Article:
The three-fifths version of the cloture rule does not apply to motions to end filibusters relating to Senate Rule changes. To invoke cloture to end debate over changing the Senate Rules, the original version of the rule (two-thirds of those Senators “present and voting”) still applies.
The procedure for “invoking cloture,” or ending a filibuster, is as follows:
- A minimum of sixteen senators must sign a petition for cloture.
- The petition may be presented by interrupting another Senator’s speech.
- The clerk reads the petition.
- The cloture petition is ignored for one full day during which the Senate is sitting. For example, if the petition is filed on Monday, it is ignored until Wednesday. (If the petition is filed on a Friday, it is ignored until Tuesday, assuming that the Senate did not sit on Saturday or Sunday.)
- On the second calendar day during which the Senate sits after the presentation of the petition, after the Senate has been sitting for one hour, a “quorum call” is undertaken to ensure that a majority of the Senators are present. However, the mandatory quorum call is often waived by unanimous consent.
- The President of the Senate or President pro tempore presents the petition.
- The Senate votes on the petition; three-fifths of the whole number of Senators (sixty with no vacancies) is the required majority; however, when cloture is invoked on a question of changing the rules of the Senate, two-thirds of the Senators voting (not necessarily two-thirds of all Senators) is the requisite majority. This is commonly referred to in the news media as a “test vote”.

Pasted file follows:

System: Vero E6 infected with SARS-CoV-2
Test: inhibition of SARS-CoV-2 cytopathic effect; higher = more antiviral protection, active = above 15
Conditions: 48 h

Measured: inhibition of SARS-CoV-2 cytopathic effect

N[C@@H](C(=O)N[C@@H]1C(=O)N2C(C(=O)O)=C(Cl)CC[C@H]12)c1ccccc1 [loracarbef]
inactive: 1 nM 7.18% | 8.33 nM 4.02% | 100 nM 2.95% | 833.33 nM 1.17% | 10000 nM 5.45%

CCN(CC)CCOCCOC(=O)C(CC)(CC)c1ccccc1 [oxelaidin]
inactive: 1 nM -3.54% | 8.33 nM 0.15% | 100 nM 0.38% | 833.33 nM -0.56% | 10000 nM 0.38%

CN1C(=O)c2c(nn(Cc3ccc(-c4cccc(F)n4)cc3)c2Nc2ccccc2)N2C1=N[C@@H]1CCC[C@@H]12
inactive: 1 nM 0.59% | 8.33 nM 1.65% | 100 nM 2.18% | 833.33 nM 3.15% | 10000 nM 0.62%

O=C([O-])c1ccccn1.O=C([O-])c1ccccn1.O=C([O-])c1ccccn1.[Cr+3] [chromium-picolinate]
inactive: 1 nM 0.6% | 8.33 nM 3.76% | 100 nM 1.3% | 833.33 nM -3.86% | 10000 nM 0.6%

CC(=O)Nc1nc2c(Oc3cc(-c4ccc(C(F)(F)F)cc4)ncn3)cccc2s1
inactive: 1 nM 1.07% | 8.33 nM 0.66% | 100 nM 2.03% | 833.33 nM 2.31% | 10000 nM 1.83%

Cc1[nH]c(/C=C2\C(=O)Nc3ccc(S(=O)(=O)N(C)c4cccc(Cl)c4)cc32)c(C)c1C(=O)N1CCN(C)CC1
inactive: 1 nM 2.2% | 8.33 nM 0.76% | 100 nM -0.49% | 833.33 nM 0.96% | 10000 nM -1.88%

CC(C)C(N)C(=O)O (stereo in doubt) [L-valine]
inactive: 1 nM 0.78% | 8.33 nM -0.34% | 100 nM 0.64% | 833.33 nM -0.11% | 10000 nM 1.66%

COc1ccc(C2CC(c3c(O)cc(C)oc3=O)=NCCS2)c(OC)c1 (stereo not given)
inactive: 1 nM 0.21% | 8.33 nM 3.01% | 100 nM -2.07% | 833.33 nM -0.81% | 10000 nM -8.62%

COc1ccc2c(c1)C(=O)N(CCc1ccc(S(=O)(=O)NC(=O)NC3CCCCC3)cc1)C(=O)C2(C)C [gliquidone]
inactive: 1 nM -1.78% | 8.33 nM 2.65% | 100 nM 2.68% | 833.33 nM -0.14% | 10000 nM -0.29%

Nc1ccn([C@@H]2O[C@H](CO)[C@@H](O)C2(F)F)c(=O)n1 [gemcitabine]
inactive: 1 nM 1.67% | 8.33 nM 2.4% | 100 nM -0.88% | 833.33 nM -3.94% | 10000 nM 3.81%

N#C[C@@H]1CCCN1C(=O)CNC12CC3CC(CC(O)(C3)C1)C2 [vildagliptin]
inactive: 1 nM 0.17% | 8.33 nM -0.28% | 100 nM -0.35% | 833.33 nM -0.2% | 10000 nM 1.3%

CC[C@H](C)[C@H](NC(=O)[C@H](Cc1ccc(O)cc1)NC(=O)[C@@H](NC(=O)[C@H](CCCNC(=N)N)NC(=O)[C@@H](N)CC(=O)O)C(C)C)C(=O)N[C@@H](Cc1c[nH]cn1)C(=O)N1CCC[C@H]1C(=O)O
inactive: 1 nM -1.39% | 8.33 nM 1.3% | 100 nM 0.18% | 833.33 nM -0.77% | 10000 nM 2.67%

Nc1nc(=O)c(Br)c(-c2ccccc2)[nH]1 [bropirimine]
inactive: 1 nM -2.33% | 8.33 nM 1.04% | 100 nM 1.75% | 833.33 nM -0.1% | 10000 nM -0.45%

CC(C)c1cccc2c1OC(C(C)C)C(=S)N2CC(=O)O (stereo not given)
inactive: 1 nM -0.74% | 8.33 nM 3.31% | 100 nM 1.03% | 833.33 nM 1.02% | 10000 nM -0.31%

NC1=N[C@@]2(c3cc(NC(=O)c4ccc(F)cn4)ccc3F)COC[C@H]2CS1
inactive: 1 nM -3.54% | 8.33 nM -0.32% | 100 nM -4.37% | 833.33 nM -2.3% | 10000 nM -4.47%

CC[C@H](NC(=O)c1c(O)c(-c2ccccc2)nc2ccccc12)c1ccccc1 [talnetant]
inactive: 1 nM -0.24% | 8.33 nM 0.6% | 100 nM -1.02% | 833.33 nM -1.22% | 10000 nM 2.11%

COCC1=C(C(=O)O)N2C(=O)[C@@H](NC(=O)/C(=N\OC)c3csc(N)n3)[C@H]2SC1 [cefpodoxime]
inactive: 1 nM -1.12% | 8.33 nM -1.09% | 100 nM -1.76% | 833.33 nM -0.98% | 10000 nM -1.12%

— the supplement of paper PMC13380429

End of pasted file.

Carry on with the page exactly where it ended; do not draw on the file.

After cloture has been invoked, the following restrictions apply:
- No more than thirty hours of debate may occur.
- No Senator may speak for more than one hour.
- No amendments may be moved unless they were filed on the day in between the presentation of the petition and the actual cloture vote.
- All amendments must be relevant to the debate.
- Certain procedural motions are not permissible.
- The presiding officer gains additional power in controlling debate.
- No other matters may be considered until the question upon which cloture was invoked is disposed of.
The ability to invoke cloture was last attained by a US political party in the 113th Congress, by the Democrats, in regards to the Corker-Hoeven Amendment to the 2013 Immigration Reform Bill. The previous time was in the 113th Congress during a debate on the vacancy in the position of Secretary of Defense. The previous time was in the 111th Congress, also by the Democrats, with the help of two independents.